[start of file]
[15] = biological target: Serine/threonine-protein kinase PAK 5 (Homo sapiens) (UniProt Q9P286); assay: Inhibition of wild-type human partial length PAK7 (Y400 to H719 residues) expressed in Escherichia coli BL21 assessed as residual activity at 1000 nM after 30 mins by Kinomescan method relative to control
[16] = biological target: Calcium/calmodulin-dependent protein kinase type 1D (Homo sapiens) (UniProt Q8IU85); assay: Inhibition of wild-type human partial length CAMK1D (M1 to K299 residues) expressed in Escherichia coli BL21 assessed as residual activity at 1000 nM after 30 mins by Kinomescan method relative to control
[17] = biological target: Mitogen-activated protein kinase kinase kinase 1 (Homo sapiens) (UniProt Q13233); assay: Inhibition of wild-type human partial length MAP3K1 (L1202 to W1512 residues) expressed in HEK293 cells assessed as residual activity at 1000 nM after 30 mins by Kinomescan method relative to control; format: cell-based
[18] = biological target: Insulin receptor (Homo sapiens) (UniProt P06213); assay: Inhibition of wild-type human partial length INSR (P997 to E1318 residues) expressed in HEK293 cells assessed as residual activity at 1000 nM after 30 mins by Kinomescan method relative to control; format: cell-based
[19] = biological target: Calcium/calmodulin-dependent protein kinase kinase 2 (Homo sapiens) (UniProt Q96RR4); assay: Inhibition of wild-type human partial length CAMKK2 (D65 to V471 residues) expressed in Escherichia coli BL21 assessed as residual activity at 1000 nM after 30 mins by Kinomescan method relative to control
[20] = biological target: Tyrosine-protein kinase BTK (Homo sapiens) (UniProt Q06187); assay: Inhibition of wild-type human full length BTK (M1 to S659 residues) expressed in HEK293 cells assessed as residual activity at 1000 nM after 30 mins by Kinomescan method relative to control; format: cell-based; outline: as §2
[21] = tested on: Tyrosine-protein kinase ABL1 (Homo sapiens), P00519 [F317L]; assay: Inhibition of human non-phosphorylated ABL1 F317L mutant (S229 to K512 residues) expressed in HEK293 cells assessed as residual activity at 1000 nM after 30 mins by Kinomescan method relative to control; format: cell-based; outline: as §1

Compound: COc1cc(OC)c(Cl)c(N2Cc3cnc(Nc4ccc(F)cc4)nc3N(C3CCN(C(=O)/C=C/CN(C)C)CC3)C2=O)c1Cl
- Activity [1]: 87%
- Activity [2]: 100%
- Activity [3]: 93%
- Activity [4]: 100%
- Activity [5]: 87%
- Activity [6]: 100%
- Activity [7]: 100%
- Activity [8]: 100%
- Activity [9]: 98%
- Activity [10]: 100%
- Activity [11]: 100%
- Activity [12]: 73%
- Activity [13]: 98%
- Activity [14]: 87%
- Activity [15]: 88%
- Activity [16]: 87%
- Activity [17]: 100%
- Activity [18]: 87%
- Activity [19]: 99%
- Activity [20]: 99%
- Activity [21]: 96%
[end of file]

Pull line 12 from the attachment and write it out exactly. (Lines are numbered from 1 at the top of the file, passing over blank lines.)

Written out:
- Activity [4]: 100%